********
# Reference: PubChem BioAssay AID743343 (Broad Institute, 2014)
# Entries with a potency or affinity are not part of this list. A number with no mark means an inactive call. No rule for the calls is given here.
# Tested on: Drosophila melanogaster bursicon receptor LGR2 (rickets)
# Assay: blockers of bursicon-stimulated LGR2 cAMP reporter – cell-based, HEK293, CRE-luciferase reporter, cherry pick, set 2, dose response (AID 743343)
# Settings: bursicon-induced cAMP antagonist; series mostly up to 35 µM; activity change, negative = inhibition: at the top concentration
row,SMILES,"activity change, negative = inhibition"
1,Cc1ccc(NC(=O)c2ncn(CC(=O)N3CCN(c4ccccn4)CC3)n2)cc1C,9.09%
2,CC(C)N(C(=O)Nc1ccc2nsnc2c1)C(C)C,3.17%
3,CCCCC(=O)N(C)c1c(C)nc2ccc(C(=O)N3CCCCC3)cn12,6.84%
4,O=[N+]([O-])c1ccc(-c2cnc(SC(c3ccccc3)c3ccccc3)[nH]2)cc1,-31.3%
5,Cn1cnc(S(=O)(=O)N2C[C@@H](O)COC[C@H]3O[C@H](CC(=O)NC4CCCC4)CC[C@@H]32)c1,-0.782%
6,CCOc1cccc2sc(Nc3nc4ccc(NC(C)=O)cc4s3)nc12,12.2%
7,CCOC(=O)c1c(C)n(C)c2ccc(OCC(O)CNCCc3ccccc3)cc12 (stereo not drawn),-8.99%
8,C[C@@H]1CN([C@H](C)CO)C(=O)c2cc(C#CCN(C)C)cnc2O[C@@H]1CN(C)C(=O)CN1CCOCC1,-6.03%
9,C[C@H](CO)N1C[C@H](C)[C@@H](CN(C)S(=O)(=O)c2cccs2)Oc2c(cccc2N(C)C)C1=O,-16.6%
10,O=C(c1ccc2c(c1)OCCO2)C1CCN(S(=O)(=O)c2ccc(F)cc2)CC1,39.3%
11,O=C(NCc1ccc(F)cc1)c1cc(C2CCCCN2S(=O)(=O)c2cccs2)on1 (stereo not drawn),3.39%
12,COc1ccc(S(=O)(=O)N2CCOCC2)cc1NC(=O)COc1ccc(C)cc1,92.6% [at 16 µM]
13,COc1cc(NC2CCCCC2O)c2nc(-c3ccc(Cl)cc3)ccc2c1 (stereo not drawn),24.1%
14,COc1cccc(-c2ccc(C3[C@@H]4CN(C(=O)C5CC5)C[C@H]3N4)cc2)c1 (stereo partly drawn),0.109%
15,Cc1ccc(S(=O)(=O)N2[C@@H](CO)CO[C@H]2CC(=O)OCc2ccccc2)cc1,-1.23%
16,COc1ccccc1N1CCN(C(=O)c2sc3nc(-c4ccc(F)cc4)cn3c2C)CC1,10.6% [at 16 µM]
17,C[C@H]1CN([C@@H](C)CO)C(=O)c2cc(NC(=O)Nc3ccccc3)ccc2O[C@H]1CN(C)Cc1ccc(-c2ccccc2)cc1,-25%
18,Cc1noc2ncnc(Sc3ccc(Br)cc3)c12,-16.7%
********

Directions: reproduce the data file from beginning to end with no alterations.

# Reference: PubChem BioAssay AID743343 (Broad Institute, 2014)
# Entries with a potency or affinity are not part of this list. A number with no mark means an inactive call. No rule for the calls is given here.
# Tested on: Drosophila melanogaster bursicon receptor LGR2 (rickets)
# Assay: blockers of bursicon-stimulated LGR2 cAMP reporter – cell-based, HEK293, CRE-luciferase reporter, cherry pick, set 2, dose response (AID 743343)
# Settings: bursicon-induced cAMP antagonist; series mostly up to 35 µM; activity change, negative = inhibition: at the top concentration
row,SMILES,"activity change, negative = inhibition"
1,Cc1ccc(NC(=O)c2ncn(CC(=O)N3CCN(c4ccccn4)CC3)n2)cc1C,9.09%
2,CC(C)N(C(=O)Nc1ccc2nsnc2c1)C(C)C,3.17%
3,CCCCC(=O)N(C)c1c(C)nc2ccc(C(=O)N3CCCCC3)cn12,6.84%
4,O=[N+]([O-])c1ccc(-c2cnc(SC(c3ccccc3)c3ccccc3)[nH]2)cc1,-31.3%
5,Cn1cnc(S(=O)(=O)N2C[C@@H](O)COC[C@H]3O[C@H](CC(=O)NC4CCCC4)CC[C@@H]32)c1,-0.782%
6,CCOc1cccc2sc(Nc3nc4ccc(NC(C)=O)cc4s3)nc12,12.2%
7,CCOC(=O)c1c(C)n(C)c2ccc(OCC(O)CNCCc3ccccc3)cc12 (stereo not drawn),-8.99%
8,C[C@@H]1CN([C@H](C)CO)C(=O)c2cc(C#CCN(C)C)cnc2O[C@@H]1CN(C)C(=O)CN1CCOCC1,-6.03%
9,C[C@H](CO)N1C[C@H](C)[C@@H](CN(C)S(=O)(=O)c2cccs2)Oc2c(cccc2N(C)C)C1=O,-16.6%
10,O=C(c1ccc2c(c1)OCCO2)C1CCN(S(=O)(=O)c2ccc(F)cc2)CC1,39.3%
11,O=C(NCc1ccc(F)cc1)c1cc(C2CCCCN2S(=O)(=O)c2cccs2)on1 (stereo not drawn),3.39%
12,COc1ccc(S(=O)(=O)N2CCOCC2)cc1NC(=O)COc1ccc(C)cc1,92.6% [at 16 µM]
13,COc1cc(NC2CCCCC2O)c2nc(-c3ccc(Cl)cc3)ccc2c1 (stereo not drawn),24.1%
14,COc1cccc(-c2ccc(C3[C@@H]4CN(C(=O)C5CC5)C[C@H]3N4)cc2)c1 (stereo partly drawn),0.109%
15,Cc1ccc(S(=O)(=O)N2[C@@H](CO)CO[C@H]2CC(=O)OCc2ccccc2)cc1,-1.23%
16,COc1ccccc1N1CCN(C(=O)c2sc3nc(-c4ccc(F)cc4)cn3c2C)CC1,10.6% [at 16 µM]
17,C[C@H]1CN([C@@H](C)CO)C(=O)c2cc(NC(=O)Nc3ccccc3)ccc2O[C@H]1CN(C)Cc1ccc(-c2ccccc2)cc1,-25%
18,Cc1noc2ncnc(Sc3ccc(Br)cc3)c12,-16.7%